Surprise Proposal Shoots - Why? How? What? - Colorado Wedding Photographer

Good Morning! I hope you had a stellar holiday. Well, engagement season is upon us, and yes it is a season. So if you are a photographer reading this...get ready. If you are someone who is proposing... congratulations! And if you are expecting a proposal, remember that it is who you are marrying, and not how big the ring extravagant the proposal is, or anything else. It is more about being married than getting married. 

That said, having a proposal photographed can be super rad. You have the memories and the reaction captured forever. You have an epic photo to share with your friends and family as well. But it does take come coordinating. No matter where you are going to be proposing, the time, the plan, and the location are key. Each proposal that I have shot has been different; each one has had its challenges. So here are a few stories of each and the photos and video behind them. 

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1. Trinity Church - Boston, MA

These two got engaged in November of 2015 at Trinity Church courtyard in Boston. All of the proposals that I have shot, I have not met the couples before hand, so I had to be sure where they would walk and what they would wear. Normally the best way is to have the person proposing to send me a selfie or a photo of their partner So I can look for that outfit. For this church courtyard, there are a lot of people taking photos. So the location is key.

For this location he told me the direction/street they would come from, and the spot which he was going to propose on. Earlier that day he had sent me a photo of her so I knew what coat to look for. After the proposal we did a short couples session so they would have photos for their engagement announcement.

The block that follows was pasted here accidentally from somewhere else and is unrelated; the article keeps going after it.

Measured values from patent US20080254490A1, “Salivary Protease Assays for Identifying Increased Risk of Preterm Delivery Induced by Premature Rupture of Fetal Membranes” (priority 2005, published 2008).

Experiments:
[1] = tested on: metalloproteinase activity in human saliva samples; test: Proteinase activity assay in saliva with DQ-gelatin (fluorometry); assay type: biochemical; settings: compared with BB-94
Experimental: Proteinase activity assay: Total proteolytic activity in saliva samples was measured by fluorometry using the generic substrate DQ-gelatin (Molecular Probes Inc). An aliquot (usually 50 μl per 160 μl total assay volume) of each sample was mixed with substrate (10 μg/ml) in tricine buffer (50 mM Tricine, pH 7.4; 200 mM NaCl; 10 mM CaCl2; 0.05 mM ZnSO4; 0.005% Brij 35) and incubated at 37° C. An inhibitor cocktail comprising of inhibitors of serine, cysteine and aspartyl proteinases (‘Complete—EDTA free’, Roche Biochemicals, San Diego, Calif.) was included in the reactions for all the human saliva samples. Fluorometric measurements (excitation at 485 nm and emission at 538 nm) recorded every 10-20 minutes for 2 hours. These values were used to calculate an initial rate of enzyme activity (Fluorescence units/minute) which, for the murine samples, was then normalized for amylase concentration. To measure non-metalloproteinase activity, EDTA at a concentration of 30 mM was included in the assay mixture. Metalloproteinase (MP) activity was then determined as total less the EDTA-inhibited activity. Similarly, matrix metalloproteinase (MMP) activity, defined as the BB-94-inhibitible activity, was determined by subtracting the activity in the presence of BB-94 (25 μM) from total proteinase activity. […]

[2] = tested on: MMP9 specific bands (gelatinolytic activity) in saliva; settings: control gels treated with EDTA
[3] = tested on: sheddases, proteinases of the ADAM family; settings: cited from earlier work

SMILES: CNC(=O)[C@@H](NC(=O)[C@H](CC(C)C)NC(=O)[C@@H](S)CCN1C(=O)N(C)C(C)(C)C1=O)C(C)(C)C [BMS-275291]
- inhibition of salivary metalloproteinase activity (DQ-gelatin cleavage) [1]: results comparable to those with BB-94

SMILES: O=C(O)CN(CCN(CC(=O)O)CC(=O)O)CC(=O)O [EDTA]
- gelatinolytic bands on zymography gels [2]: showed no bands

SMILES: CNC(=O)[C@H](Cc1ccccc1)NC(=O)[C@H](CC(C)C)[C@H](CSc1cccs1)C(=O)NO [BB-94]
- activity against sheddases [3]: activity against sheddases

Pouring rain proposal 

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This proposal was interesting. The day of the proposal it was pouring rain. For this proposal, the groom's brother did the organizing. He found me because we used to live in the same town. He wanted to surprise his brother, so he did not tell him until the morning of the proposal. The plan was that they would meet the family at The Institute of Contemporary Art in Boston right before they went to dinner. While they were all there taking in the view, he would take her down by the water and pop the question. It all went as planned except they were a few minutes late and I was standing out in the rain with my cameras trying not to get them ruined.

This one has a little video that goes with it. 

Arriving by boat

This proposal was super fun. Mike arrived by boat to the dock that Tori was hanging out with a friend at. The best friend and Mike had planned this and worked it so that he had a work "emergency" that took him away for the day. The planning of this one was nice as I blended in with the crow at the dock. There wasn't any way to miss a guy arriving by boat.

Watch the Video for this one here. 

While I have shot several others proposals, these are my favorites. Each one was different. For one proposal we were supposed to be near a statue. The photo that was sent and the location were different, but it was not until arriving that this was figured out. Luckily I realized that it was the wrong statue and made it to the other one before they arrived. 


  1. Know and confirm the location. 
  2. Know what outfits they will be wearing. 
  3. Arrive early enough to make any changes. i.e., Ask people to move, adjust your location. 
  4. Know your gear. You might be shooting at night, or in the rain. Know what your gear can do. 
  5. Bring a backup person. You might look more natural shooting someone in a location. But they can also have a camera as back up if needed. 
  6. Make sure that the person proposing does so in the right position. The best is to have them angled so that you can see their hands and the other persons face. You need to get the reaction shot. So make sure that when you iron out the details, you let them know where you will be located. 
  7. Have fun! Make sure that you have fun with this, try and think through anything that can go wrong and brainstorm with the person proposing.